Psychotherapy

As a sample for psychotherapeutic utilization we chose a 48/84 coded profile, Early sexual abuse and the poisoning of trust. For years I said, "This MMPI code has no diagnosis that matches it, not depression, not personality disorder, and not schizophrenia even if it has a bit of each." Then the DSM III came out with Borderline Personality Disorder which is a good codetype fit, although the conspicuously loose DSM boundary problem has led to a notably overinclusive use of the term (sometimes I think it mainly means, "I don’t like this person). The striking historical issue with this codetype, time and again, has been a history of relatively early sexual abuse. The question arises, what is the connection between the often deep and pervasive distrust and the prevalence of sexual abuse? When I finally focused on that, the answer seemed to jump out at me: what is the relationship to the perpetrator? So often it is a highly trusted family member or other esteemed adult whom the child feels helpless or too frightened to oppose. The great intensity of the abuse experience thus implants the violation of trust at a deep level. The new Adaptation and Attachment supplement to the narrative report then explores this abuse-trust conjunction in considerable detail. This is longer than most of these supplements; there seemed more that needed to be said compared to most of the code types.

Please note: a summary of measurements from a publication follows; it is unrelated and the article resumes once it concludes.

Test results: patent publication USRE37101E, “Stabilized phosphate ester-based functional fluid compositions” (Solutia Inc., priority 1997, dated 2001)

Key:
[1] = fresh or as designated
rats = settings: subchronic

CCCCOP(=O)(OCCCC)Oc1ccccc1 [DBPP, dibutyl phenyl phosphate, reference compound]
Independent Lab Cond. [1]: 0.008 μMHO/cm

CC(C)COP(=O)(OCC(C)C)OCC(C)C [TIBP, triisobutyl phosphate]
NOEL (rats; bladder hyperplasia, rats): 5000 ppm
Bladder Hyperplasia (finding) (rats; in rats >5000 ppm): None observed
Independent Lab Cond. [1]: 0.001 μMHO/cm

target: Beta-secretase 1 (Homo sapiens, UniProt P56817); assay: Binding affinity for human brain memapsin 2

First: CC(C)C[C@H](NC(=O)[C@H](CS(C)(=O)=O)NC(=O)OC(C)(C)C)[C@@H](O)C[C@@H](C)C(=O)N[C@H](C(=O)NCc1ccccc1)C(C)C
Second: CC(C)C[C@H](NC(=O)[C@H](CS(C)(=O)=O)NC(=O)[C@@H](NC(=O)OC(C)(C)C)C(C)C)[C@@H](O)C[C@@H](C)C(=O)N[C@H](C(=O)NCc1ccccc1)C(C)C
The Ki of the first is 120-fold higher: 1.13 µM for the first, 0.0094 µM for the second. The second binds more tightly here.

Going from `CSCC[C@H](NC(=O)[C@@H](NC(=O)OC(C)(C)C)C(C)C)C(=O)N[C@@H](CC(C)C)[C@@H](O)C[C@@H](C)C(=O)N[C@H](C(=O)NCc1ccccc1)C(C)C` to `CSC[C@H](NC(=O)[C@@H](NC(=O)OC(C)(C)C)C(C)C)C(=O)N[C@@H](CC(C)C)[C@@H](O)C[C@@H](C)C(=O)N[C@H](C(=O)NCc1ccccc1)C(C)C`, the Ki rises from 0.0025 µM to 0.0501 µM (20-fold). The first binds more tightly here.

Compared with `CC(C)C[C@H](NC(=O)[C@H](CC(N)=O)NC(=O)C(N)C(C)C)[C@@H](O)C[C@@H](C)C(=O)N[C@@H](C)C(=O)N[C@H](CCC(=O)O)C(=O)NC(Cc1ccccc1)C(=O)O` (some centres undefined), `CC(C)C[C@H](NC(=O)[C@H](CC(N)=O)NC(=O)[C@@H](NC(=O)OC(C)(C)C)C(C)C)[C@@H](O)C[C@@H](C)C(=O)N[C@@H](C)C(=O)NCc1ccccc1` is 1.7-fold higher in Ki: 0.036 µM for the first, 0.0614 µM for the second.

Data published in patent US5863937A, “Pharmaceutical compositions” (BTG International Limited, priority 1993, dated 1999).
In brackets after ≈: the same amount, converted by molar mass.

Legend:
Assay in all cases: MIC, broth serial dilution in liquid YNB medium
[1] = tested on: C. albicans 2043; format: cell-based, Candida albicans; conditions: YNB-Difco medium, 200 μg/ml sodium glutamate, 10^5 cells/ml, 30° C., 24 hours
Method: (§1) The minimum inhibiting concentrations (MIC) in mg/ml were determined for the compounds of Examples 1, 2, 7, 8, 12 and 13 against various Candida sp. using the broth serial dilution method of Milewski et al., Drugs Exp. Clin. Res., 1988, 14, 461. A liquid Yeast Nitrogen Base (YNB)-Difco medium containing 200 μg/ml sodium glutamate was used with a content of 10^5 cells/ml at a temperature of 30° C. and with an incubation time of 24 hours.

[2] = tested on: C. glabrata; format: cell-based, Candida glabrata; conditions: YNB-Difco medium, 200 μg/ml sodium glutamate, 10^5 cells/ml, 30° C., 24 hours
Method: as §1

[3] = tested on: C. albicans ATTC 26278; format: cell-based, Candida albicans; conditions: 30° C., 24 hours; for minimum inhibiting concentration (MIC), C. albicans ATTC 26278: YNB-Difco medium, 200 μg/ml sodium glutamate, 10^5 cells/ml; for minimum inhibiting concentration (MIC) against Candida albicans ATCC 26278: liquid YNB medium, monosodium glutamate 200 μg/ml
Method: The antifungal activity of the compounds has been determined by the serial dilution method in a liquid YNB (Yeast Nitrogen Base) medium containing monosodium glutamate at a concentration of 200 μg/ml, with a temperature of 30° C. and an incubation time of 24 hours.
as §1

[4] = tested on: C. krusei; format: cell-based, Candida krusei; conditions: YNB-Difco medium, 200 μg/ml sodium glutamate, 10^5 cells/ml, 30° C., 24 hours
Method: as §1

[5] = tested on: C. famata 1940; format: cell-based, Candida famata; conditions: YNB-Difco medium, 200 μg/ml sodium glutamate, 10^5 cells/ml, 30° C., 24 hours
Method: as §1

Clients with 48/84/248 codes (the meaningful core of the Borderline Personality Disorder category) can be difficult challenges for the professional not to be judgmental. The self-empathy of the 48 is about as poor as their empathy for others, so they often give the professional little help in gaining empathy for them. Given the pervasiveness of distrust, I think they have somehow experienced empathy (in almost any direction) as a dangerous vulnerability. This is an MMPI-2 pattern where guidance to etiology can be especially helpful, which is why we chose it as a sample profile for psychotherapy utilization - or, as I would prefer, the facilitation of adaptation.

 

 

 

References

 

Caldwell, A. B. (2001). What do the MMPI scales fundamentally measure? Some hypotheses.
Journal of Personality Assessment, 76, 1-17.

 

Gilberstadt, H., & Duker, J. (1965). A handbook for clinical and actuarial MMPI interpretation.
Philadelphia: Saunders.

 

Hathaway, S. R., & Meehl, P. E. (1951). An atlas for the clinical use of the MMPI. Minneapolis:
University of Minnesota Press.

 

Marks, P. A., & Seeman, W. (1963). The actuarial description of abnormal personality.
Baltimore: Williams & Wilkins.

 

Marks, P. A., Seeman, W., & Haller, D. L. (1974). The actuarial use of the MMPI with adolescents and adults. Baltimore: Williams & Wilkins.